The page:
Even if your organization has yet to receive a marketplace notice (also called an exchange notice), you should have a plan in place for addressing them. Exchange notices are not a penalty assessment, and receiving one doesn't mean an IRS penalty is forthcoming. But having a plan in place for the year will make life easier for you and your employees at tax time.
Exchange notices are an early warning system — if you have an employee who enrolls in coverage through the exchange and receives a subsidy to offset the cost, you'll receive an exchange notice if the employee provides the exchange with your organization's name and address.
Notices can come throughout the year since people can enroll in exchange plans year-round if they report a qualifying event that triggers a special enrollment period. According to the IRS, any penalties that apply won't be assessed until the following year after you file your ACA informational reporting.
Monitor Notices in Real Time
It's possible you have employees who should've been offered coverage under your plan but weren't. Or, you might've offered coverage but failed to ensure it's affordable or providing minimum value. The exchange notices are your warning that a penalty might be coming once year-end reporting is complete. If you haven't planned for this, a real-time adjustment in your coverage offer can help mitigate IRS penalties.
In some cases, an employee may have enrolled in subsidized coverage through the exchange despite the fact you offered them affordable, minimum value coverage. In this case, a timely appeal helps set the record straight. If your appeal is successful, the exchange will direct your employee to update their application for coverage with accurate information regarding your offer of coverage. This will reduce the amount or even prevent your employee from having to pay back the subsidies on their tax return and could prevent an erroneous IRS penalty assessment on your organization.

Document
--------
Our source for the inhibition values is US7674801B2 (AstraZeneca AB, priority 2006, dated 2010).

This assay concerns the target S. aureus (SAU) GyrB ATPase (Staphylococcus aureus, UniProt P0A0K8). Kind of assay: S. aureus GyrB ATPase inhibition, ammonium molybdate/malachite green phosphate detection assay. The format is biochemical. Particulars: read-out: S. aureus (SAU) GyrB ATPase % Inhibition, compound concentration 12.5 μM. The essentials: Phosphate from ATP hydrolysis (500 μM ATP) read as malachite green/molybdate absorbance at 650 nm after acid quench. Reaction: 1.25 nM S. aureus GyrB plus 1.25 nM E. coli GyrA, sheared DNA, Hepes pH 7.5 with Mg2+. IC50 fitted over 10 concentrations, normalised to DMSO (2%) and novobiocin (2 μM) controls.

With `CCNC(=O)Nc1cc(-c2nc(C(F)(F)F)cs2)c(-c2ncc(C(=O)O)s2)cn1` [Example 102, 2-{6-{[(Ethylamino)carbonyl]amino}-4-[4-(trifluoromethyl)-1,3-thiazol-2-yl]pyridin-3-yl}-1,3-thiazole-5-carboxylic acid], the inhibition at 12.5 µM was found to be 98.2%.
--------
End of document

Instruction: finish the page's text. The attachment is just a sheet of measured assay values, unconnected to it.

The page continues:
Formulate a Strategy
Here are four ways to have a strong strategy for handling marketplace notices.
1. Watch for Mail
If your organization has multiple locations, ensure that whoever handles the mail at each office is aware of the importance of exchange notices. You might want to implement a process for forwarding the notices to a central location where the details can be addressed.
2. Stay Objective
You also need to ensure that whatever process you're implementing for addressing marketplace notices is being carried out by a member of your team who isn't in a managerial role over the employees in question. This will help you avoid any possibility that employees might face repercussions for enrolling through the exchange and potentially triggering the employer shared responsibility penalty.
3. Decide on Appeals
When you receive an exchange notice, you have 90 days to appeal it — if you feel an appeal is warranted. Keep in mind that the employee will be notified of the appeal, and if you prevail they'll be given a chance to appeal that too.
4. Keep Records
Regardless of whether you appeal or not, you'll want to document everything about the exchange notices you've received and your responses to them, as that information will be useful if you do face IRS assessments at a later date.
Consider an ACA Compliance Vendor
Your response to exchange notices is going to depend on the specifics of the situation. You'll need the ACA compliance data you've compiled throughout the year, including coverage offers and responses, affordability and minimum value details and employees' designations as full-time or not.
You could manage your response to exchange notices internally, but a third-party ACA compliance vendor could streamline your efforts and help you reconcile current employee metrics for coverage offers and affordability. The more visibility you have into your ACA compliance tracking throughout the year, the easier it will be to reconcile exchange notices and determine what action, if any, needs to be taken.
Regardless of the specific situation, exchange notices are not something you want to stick in a drawer and forget about until tax time. They can be a valuable tool for keeping track of your organization's potential exposure to penalties and ensuring you've offered coverage as required.
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